Mechanism Of Action
Renagel contains sevelamer hydrochloride, a non-absorbed binding crosslinked polymer. It contains multiple amines separated by one carbon from the polymer backbone. These amines exist in a protonated form in the intestine and interact with phosphate molecules through ionic and hydrogen bonding. By binding phosphate in the dietary tract and decreasing absorption, sevelamer hydrochloride lowers the phosphate concentration in the serum.
In addition to effects on serum phosphate levels, sevelamer hydrochloride has been shown to bind bile acids in vitro and in vivo in experimental animal models. Bile acid binding by ion exchange resins is a well-established method of lowering blood cholesterol. Because sevelamer binds bile acids, it may interfere with normal fat absorption and thus may reduce absorption of fat-soluble vitamins such as A, D and K. In clinical trials of sevelamer hydrochloride, both the mean total and LDL cholesterol declined by 15-31%. This effect is observed after 2 weeks. Triglycerides, HDL cholesterol and albumin did not change.
A mass balance study using 14C-sevelamer hydrochloride in 16 healthy male and female volunteers showed that sevelamer hydrochloride is not systemically absorbed. No absorption studies have been performed in patients with renal disease.
Sevelamer carbonate has been studied in human drug-drug interaction studies (9.6 grams once daily with a meal) with warfarin and digoxin. Sevelamer hydrochloride, which contains the same active moiety as sevelamer carbonate, has been studied in human drug-drug interaction studies (2.4-2.8 grams single dose or three times daily with meals or two times daily without meals) with ciprofloxacin, digoxin, enalapril, iron, metoprolol, mycophenolate mofetil and warfarin.
Co-administered single dose of 2.8 grams of sevelamer hydrochloride in fasted state decreased the bioavailability of ciprofloxacin by approximately 50% in healthy subjects.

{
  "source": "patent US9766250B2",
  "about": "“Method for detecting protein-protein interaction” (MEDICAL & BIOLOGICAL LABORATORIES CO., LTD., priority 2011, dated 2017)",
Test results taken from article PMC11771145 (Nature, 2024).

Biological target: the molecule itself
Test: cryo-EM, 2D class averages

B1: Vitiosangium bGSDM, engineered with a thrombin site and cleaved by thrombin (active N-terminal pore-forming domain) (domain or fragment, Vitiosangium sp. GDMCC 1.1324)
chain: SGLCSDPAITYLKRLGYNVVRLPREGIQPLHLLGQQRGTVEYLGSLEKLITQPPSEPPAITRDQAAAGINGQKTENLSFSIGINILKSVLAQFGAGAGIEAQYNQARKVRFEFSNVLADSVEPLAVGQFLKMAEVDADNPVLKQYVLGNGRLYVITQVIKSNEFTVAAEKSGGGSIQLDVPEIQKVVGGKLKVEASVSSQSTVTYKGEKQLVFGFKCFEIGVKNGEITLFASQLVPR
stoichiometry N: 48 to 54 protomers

Concomitant administration of sevelamer and mycophenolate mofetil in adult and pediatric patients decreased the mean MPA Cmax and AUC0-12h by 36% and 26% respectively.
Sevelamer carbonate or sevelamer hydrochloride did not alter the pharmacokinetics of a single dose of enalapril, digoxin, iron, metoprolol and warfarin when co-administered.
During postmarketing experience, cases of increased thyroid stimulating hormone (TSH) levels have been reported in patients co-administered sevelamer hydrochloride and levothyroxine. Reduction in concentrations of cyclosporine and tacrolimus leading to dose increases has also been reported in transplant patients when co-administered with sevelamer hydrochloride without any clinical consequences (for example, graft rejection). The possibility of an interaction cannot be excluded with these drugs.
The ability of Renagel to lower serum phosphorus in CKD patients on dialysis was demonstrated in six clinical trials: one double-blind placebo controlled 2-week study (Renagel N=24); two open-label uncontrolled 8-week studies (Renagel N=220) and three active-controlled open-label studies with treatment durations of 8 to 52 weeks (Renagel N=256). Three of the active-controlled studies are described here. One is a crossover study with two 8-week periods comparing Renagel to an active-control. The second is a 52-week parallel study comparing Renagel with active-control. The third is a 12-week parallel study comparing Renagel and active-control in peritoneal dialysis patients.
Active-Control, Cross-Over Study In Hemodialysis Patients